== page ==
Bangladesh economy’s impressive growth trajectory over the last decade has been buttressed by the demographic dividend deriving from a large portion of its population — around 65 percent on average — being of working age.
However, experts think the growing prosperity has also resulted in an increase in the population’s longevity as people live longer these days and that poses a new challenge for the government as the number of dependents keeps rising without corresponding steps to ensure their rights, dignity and necessary facilities.
According to government statistics, around 7.5 percent (12.5 million) of the country’s total population constitutes the elderly people while the number is expected to increase sharply and reach around 20 percent (over 40 million) by 2050.
Under the circumstances, the country’s population experts and rights activists think the government should take proper programmes and policies to cater to the specific needs, including health, finical, civic amenities, of the growing number of ageing population.
Prof AKM Nurun Nabi of Dhaka University’s Population Sciences department said the population trends in Bangladesh show that the country is well into third phase of demographic transition, having shifted from a high mortality–high fertility regime to a low mortality–low fertility one, offering a window of opportunity to the country, referred to as the ‘demographic dividend’.
“The demographic dividend usually continues for 30 to 35 years. Although the demographic transition creates the demographic dividend, it also brings significant challenges with it,” he observed.
In Bangladesh, Nabi said various projections suggest that by 2025 one in 10 persons will be elderly and by 2050 one in five persons will be elderly.
The population scientist said the policymakers need to take effective steps for ensuring various necessary services for the poor, middle-class and urban affluent ageing population by increasing the number of service providing institutions. “The ageing population must be integrated to society by involving them with their old profession.”
Nabi put forward some more suggestions, including creating endowment funds by building partnership between different segments of society and sectors of economy, introducing a priori-deduction system from wages at earlier ages as a forced savings for old age allowance, establishing community ageing deposit scheme, restructuring the retirement age and finding way out for resulting in crisis in occupational mobility.
Chairman of the Bangladesh National Human Rights Commission (NHRC) Kazi Reazul Hoque said special measures and polices alongside raising awareness are essential to ensure the welfare of ageing people as their number keeps growing due to a rise in the average lifespan.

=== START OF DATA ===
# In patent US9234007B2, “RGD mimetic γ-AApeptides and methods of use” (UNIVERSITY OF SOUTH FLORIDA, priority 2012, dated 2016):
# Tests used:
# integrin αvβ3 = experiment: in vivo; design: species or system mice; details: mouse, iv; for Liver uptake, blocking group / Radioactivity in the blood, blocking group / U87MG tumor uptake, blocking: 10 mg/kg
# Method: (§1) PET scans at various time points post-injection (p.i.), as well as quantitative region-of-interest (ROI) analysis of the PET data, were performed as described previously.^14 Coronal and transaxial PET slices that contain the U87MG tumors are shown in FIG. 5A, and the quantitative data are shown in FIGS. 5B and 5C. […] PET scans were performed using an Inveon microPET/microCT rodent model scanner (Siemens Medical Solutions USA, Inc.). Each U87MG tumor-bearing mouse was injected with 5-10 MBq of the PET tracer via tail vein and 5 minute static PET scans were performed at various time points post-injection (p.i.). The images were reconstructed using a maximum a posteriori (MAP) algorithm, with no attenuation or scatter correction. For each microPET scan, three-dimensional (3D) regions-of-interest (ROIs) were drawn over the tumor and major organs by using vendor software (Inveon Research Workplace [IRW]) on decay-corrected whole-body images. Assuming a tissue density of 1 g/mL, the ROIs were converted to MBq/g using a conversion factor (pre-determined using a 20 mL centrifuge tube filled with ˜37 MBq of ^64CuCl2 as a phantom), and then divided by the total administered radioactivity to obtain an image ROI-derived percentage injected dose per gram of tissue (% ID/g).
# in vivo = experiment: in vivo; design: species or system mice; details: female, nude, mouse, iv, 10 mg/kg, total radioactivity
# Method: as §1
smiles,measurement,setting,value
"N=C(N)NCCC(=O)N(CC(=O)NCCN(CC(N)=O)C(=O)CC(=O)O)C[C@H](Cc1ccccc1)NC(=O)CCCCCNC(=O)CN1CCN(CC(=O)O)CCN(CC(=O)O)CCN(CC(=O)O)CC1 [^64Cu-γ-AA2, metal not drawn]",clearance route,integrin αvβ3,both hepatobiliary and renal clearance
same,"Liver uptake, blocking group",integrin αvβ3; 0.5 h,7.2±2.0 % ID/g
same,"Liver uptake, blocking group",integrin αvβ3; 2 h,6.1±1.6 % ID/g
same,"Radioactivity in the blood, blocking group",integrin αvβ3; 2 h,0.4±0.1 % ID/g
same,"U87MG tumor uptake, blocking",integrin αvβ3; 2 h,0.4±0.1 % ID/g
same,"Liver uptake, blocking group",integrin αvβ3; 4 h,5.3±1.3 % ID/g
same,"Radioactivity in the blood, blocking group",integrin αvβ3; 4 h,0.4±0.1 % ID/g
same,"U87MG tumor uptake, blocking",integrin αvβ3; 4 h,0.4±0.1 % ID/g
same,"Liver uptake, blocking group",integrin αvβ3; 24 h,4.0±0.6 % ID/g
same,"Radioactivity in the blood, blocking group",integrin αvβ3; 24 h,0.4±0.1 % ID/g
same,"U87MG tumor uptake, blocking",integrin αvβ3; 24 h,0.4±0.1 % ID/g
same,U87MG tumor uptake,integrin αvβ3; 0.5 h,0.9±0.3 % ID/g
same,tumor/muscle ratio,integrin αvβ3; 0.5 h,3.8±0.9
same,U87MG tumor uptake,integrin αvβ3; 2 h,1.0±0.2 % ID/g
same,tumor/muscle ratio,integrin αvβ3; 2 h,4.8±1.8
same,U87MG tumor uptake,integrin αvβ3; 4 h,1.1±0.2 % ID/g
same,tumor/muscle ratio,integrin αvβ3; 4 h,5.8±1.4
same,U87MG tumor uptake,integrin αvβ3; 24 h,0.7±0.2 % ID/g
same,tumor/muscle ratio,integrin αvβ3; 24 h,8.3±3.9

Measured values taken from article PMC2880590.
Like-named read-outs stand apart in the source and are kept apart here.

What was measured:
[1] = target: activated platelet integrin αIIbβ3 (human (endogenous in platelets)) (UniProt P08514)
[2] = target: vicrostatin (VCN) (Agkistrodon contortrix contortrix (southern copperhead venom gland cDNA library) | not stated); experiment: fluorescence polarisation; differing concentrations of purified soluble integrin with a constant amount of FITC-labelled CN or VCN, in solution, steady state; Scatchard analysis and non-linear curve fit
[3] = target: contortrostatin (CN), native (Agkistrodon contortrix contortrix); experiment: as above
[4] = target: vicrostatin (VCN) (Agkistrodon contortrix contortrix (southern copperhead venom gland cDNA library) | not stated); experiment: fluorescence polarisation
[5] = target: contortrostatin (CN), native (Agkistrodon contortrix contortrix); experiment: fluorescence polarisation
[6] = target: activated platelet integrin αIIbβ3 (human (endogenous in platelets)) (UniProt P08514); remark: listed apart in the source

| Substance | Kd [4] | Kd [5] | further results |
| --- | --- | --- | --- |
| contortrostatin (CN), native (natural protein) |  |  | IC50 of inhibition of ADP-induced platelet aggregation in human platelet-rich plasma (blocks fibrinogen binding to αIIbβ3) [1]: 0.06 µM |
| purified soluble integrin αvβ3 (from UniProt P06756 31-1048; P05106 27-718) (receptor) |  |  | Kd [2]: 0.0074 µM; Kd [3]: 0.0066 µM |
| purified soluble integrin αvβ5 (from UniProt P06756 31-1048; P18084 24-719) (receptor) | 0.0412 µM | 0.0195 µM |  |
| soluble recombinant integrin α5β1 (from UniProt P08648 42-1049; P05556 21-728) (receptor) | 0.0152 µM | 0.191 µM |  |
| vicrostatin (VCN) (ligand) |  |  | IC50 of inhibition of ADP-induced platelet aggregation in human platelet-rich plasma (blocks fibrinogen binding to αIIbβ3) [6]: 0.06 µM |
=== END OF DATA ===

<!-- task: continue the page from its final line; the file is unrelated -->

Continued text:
“I feel the rights of elderly persons are not being ensured now that much way. The older persons deserve more attention and care from the state as well as society,” he observed.
The NHRC chairman said ageing people, especially women ones, are very vulnerable group in the country and the policymakers need to take steps to protect the vulnerable people and ensure their rights.
He said the National Policy on Older Persons are not implemented for lack of sincere efforts by the authorities concerned while the Parents’ Maintenance Act–2013 are not being enforced for lack of its rules and regulation and awareness among people.
Hoque said the ageing people are being subjected to various repressions and negligence by their children and others.
Joint secretary to Social Welfare Ministry Abeda Akter said their ministry is thinking of taking various steps to ensure the rights and dignity of the older persons and meet the challenges of their management in the days to come.
She said the government introduced a monthly allowance programme for older people in 1998 and currently 40 lakh elderly people are getting Tk 500 every month as old age allowance. “The number of the allowance recipients will gradually be increased.”
Another official of the ministry, wishing anonymity, said they have formulated a work plan four years back in light of the National Policy on Older Persons to provide the senior citizens with various facilities, including ID cards, health cards, and reserved seats and tickets at reduced rates during their travel in buses, trains, steamers, health access vouchers, saving schemes, accommodation, but they could not implement those due to bureaucratic complications.
In his research titled “Elderly People’ in Bangladesh: Vulnerabilities, Laws and Policies, Jahangirnagar University Anthropology department teacher Sazzadul Alam, identified 12 types of vulnerabilities -– lack of social dignity, economic crisis, accommodation problem, illness, falling health, physical assault, mobility problem, emotional vulnerability, recreation problem, family burden, far from relatives and food crisis –that are faced by the elderly people in Bangladesh.
He said elderly population needs economic support, including food, clothing, medical care, and housing as well as cultural support.unb